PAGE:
"Formica is one of the most powerful brand names in America"..\..said Frank Riddick, who recently took over as CEO.... A generation ago, homeowners who wanted to redo kitchens and bathrooms had few choices besides Formica, unless they wanted to use expensive stone or wood. \But\ competition...is a lot tougher today than it was [even] in the 1980s, when Formica was still a market leader....

3/05/2002  1 general, and 2 specific bankruptcy stories ($4.4231B debt), mentioned in NY Times (NYT) & Boston Globe (BG) -
  1. [the general story -]
    IMF mulls allowing bankruptcy filings, Bloomberg via BG, D4.
    WASHINGTON - The International Monetary Fund's board this week will begin discussing a plan to rewrite the rules of global finance by allowing nations to declare bankruptcy, amid opposition from experts who call the effort misdirected.
    [Whoah, this could render moot all campaigns for forgiveness of 3rd-world debt and a moratorium on collections, including rocker Bono's re African debt & collections.]
    ...IMF managing director Anne Krueger first outlined..\..the proposal...in December.... Krueger argues that her approach would help countries avoid economic collapse, encourage private capital flows to developing countries [or stop them completely - ed.], and eliminate multibillion-dollar bailouts the IMF has organized for countries from Mexico to Turkey....
    [But isn't that the IMF's whole purpose? To pour US taxpayers' money, without consulting them, into the pockets of the overseas affluent in the name of economic salvation?]

  2. [specific #1 -]
    Contractor in Japan is seeking bankruptcy, by Ken Belson, NYT, W1.
    TOKYO...- On the face of it, the collapse of the Sato Kogyo Co., one of the largest construction companies in Japan, was long overdue. The company, whose roots date to 1872, filed for court protection from creditors on Sunday with $4.42B in liabilities. It posted losses in 6 of the last 7 years, its stock traded for pennies, and the huge government and industrial projects it depended on are growing scarce.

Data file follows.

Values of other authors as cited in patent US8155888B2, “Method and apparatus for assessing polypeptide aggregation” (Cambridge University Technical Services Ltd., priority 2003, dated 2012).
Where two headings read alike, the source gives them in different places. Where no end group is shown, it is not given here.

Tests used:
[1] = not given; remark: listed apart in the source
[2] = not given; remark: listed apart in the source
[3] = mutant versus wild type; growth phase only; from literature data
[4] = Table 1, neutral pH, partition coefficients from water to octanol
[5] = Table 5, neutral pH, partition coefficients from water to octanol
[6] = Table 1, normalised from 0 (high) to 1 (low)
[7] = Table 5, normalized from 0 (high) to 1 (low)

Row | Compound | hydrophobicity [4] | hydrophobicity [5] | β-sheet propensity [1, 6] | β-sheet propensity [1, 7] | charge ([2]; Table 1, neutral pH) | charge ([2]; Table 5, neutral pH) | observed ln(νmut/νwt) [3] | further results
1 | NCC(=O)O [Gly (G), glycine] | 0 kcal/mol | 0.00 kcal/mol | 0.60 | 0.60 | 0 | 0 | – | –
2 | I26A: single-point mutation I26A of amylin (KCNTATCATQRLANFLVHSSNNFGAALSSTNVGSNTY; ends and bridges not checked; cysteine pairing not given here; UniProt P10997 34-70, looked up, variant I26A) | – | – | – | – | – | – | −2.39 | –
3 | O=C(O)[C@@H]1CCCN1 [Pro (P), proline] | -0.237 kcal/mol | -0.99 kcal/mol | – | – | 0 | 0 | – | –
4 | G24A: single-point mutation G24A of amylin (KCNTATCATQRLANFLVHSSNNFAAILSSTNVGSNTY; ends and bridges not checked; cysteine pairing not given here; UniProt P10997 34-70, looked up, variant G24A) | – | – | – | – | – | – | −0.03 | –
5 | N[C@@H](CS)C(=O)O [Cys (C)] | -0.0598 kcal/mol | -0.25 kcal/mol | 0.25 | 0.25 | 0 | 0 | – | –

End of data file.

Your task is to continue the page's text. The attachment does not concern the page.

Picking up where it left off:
The news of Sato Kogyo's filing even struck investors as positive... the Nikkei stock index surged 5.9% [yester]day to a 6-month high, in part because the filing was seen by investors as a sign that Japan's largest banks are dealing with deadbeat investors.
    [Hey, whatever turns you on. But there's something under "the face of it" -]
    In the choreographed world of Japanese business, however, there is always more to a big bankruptcy than adverse market forces. Signs are that Sato Kogyo was allowed to fail to preserve the status quo, not to upset it. By sacrificing a big company that had little hope of a profitable future, the government gains political cover to encourage bailouts of many other large debtors.... "This is about politics, not economics," said Toshihiko Okino, a senior analyst at UBS Warburg Securities in Tokyo....